Confidentiality of Alcohol and Other Drug Abuse Treatment Information for Emergency Department and Trauma Center Patients
disclosure, substance abuse and treatment, confidentiality, health privacy
he diagnosis and treatment of alcohol and other drug (AOD) use disorders has for the most part been confined to a narrow band of the U.S. heath-care system. Recently, some hospital emergency departments and, especially, trauma centers have taken the lead in seeking to integrate AOD diagnosis and treatment through the adoption of screening and brief intervention protocols.
The available data suggest that the practice of providing screening and either brief interventions or referrals for more intensive AOD treatment can significantly reduce re-injury rates. Despite these encouraging statistics, many trauma centers and emergency departments still do not provide these services for all patients. Some advocates have suggested that federal confidentiality statutes and regulations governing AOD treatment information have an inhibiting effect on the willingness and ability of providers to engage in these activities, and have raised the possibility that amendments to these provisions may be necessary.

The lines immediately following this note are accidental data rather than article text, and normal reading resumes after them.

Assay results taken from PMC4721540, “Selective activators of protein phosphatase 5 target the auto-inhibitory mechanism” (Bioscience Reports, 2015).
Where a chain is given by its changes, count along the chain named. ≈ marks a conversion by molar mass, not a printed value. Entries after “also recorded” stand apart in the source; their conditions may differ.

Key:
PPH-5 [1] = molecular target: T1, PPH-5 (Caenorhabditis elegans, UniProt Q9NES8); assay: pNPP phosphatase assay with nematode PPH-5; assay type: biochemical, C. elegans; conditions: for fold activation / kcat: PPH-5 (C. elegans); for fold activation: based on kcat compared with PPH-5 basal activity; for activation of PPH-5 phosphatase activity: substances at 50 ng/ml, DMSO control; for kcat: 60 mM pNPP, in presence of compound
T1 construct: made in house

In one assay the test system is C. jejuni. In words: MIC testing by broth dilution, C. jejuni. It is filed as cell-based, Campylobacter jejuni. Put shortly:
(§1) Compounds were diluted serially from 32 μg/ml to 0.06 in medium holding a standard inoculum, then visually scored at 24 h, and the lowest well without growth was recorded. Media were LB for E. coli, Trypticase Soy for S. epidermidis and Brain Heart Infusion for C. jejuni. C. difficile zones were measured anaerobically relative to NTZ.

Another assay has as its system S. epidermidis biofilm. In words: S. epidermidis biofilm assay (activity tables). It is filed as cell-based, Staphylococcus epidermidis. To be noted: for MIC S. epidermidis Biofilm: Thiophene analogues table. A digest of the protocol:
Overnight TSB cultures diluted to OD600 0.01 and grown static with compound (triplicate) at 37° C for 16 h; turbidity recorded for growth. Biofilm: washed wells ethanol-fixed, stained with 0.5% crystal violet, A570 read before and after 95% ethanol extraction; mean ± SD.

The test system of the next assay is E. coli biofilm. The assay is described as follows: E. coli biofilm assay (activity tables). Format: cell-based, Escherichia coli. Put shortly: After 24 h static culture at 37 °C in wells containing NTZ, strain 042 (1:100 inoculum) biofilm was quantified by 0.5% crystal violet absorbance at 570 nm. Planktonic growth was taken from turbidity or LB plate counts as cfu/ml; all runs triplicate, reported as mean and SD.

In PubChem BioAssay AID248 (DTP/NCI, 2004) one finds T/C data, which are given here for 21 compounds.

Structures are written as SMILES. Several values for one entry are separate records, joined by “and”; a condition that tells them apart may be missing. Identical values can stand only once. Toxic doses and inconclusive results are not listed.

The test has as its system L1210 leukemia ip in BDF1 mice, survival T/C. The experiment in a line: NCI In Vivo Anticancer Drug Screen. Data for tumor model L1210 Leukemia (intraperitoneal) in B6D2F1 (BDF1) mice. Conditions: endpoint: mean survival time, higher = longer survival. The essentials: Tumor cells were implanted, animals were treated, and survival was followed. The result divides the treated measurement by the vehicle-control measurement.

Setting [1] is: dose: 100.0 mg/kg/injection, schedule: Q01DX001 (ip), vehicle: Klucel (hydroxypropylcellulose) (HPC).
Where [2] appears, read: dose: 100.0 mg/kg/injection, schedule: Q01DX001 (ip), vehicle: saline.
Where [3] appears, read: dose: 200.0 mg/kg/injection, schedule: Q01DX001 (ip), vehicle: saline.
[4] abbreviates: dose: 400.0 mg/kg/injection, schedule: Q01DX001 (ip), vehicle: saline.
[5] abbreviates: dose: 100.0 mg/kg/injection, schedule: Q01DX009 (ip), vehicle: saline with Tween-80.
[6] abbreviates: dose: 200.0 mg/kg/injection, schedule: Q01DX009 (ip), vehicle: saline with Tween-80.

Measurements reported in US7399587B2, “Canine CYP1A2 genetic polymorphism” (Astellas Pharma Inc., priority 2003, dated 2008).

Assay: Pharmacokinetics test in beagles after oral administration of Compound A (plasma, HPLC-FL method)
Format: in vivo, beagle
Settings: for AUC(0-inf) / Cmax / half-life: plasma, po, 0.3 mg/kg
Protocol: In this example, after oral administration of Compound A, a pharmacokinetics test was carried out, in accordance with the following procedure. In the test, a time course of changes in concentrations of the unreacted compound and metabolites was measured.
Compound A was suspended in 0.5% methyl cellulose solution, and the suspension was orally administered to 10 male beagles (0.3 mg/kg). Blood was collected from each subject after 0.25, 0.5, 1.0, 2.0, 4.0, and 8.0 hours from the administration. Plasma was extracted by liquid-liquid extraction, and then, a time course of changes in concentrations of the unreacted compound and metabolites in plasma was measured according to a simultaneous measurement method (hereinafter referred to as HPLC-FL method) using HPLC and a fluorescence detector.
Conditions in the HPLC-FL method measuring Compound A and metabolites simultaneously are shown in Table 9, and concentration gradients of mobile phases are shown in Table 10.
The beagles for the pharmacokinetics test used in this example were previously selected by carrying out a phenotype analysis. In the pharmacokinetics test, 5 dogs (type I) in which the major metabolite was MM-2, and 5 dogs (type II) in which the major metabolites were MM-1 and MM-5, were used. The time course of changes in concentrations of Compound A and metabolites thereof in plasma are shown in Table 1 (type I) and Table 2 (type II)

This article analyzes the federal AOD confidentiality law and regulations to determine whether, and under what circumstances, those special health privacy rules might apply to AOD screening and intervention activities in the context of emergency departments and trauma centers. The article concludes with some observations about the broader question of whether the federal confidentiality law and regulations should be revised, given the obvious benefits of mainstreaming substance abuse diagnosis and treatment on the one hand, and the continuing stigma and legal jeopardy associated with the disclosure of those disorders on the other.
20 Health Matrix 325 (2010).
Food and Drug Law | Health Law
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